Yesterday, as I was preparing for my morning walk (inside our apartment), I noticed that Kate was awake. She looked disturbed. It was easy to tell that it was one of those moments when she didn’t know where she was, who she was, who I was, etc. Her mind was an apparent blank. Although she didn’t recognize me, she didn’t appear to be afraid of me, only frightened by not knowing anything. This is something that used to occur occasionally before the pandemic. It seems to be making a unfortunate comeback.
I asked if she could tell me what was wrong. She said, “I don’t know.” I told her she had been sick and that sometimes caused memory problems. She said, “What’s my name?” I told her and then gave her my name and relationship along my usual recitation of our lives from college to having children. Sometimes she comes out of this fog rather quickly, but she didn’t this time. I turned on some relaxing music. Then I got her morning meds and gave it to her with some yogurt. I also made her a smoothie with cranberry juice, blueberries, and prunes, my latest effort to prevent constipation. I followed that with mandarin oranges. Her anxiety lessened, but she was still not cheerful. She looked a little tired, so I let her rest while I took my walk.
When I finished, she was very cheerful and talking to “someone.” That was the beginning of a day of talking and delusions that was only interrupted by an appointment with a podiatrist just before at 1:45. Knowing that the caregiver would have less time than usual to get her ready, I decided to fix her lunch. That was a good thing because Adrienne didn’t have to rush her while getting her dressed.
She remained in a good mood, but Adrienne and I were both a bit apprehensive about how she would respond to having her toenails cut. It had been too long, and Kate had protested vehemently the last time we tried. For that reason, I gave her half a tablet of Seroquel 25 mg. Normally, it takes effect with 15-20 minutes, but we couldn’t tell that it worked at all.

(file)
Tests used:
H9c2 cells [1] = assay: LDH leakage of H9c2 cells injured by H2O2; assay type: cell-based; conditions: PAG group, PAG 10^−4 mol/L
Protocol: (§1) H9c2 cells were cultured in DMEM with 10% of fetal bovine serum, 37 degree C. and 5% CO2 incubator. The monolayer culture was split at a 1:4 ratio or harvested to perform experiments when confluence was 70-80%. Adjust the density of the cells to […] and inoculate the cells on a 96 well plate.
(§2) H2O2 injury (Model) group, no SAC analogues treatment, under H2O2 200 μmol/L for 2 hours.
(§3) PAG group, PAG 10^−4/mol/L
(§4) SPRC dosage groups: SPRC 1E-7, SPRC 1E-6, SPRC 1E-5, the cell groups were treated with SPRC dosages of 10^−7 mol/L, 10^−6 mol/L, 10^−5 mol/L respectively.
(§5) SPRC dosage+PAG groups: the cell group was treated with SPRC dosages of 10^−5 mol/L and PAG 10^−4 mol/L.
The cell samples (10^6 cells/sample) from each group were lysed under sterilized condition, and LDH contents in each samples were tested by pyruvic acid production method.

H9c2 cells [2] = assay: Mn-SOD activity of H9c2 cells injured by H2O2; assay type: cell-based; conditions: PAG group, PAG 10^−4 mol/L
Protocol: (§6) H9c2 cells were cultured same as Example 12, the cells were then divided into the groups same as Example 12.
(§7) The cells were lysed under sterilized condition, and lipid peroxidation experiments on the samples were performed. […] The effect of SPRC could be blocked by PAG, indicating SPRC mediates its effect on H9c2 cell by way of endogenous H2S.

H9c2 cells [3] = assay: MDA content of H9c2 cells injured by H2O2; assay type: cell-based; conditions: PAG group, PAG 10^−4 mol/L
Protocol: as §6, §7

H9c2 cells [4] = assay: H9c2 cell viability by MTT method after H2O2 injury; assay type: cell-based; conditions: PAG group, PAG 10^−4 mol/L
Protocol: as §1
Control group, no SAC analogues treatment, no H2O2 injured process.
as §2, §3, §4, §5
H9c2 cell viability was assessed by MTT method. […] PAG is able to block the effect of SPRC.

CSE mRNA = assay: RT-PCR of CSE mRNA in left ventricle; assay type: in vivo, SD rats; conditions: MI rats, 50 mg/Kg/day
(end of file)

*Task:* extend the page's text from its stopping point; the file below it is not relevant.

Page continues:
When we told Kate we were going out, she didn’t want to go. With a little coaxing, she agreed; however, her protest about leaving and the fact that the sedative didn’t appear to have worked added to my anxiety. Fortunately, the podiatrist’s “office” is only a short walk down the hallway. This is another benefit of moving from our home. We won’t trim her toenails again.
The podiatrist works primarily with seniors and visits a lot of local senior facilities in our area. Thus, she is experienced with the challenges she can face. Kate was quite comfortable with her. Her only protests came when the doctor lifted her feet to put them on a foot stool. She also screamed a few times during the trimming process, but she didn’t put up a fight.
After this successful experience, it seemed natural to stop for ice cream at the café we passed on our way to see the doctor. While Kate was enjoying the treat, two different people we have known from our church stopped at our table. We talked for about 30 minutes. When they left, we asked Kate if she were ready to go “home.” She said she wasn’t. We stayed another 30 minutes. During that time we asked several times if she were ready. Finally, we decided it was time and left. She didn’t protest at all. I’m glad she finds the café a relaxing place to spend some time. Adrienne and I feel the same way. It’s just nice to get out of the apartment.
We had more than an hour before dinner, so we spent that time on the balcony of our apartment. It was especially nice out as the temperature was much lower than usual.
Kate’s talkativeness had subsided until we got home. She began to talk again and didn’t stop until Adrienne left about 7:45. She even talked between bites at dinner. Once in bed, however, she relaxed and slept for about an hour. We watched a Peter, Paul and Mary concert on YouTube and then retired for the night. She was tired after a full day and was asleep in no time.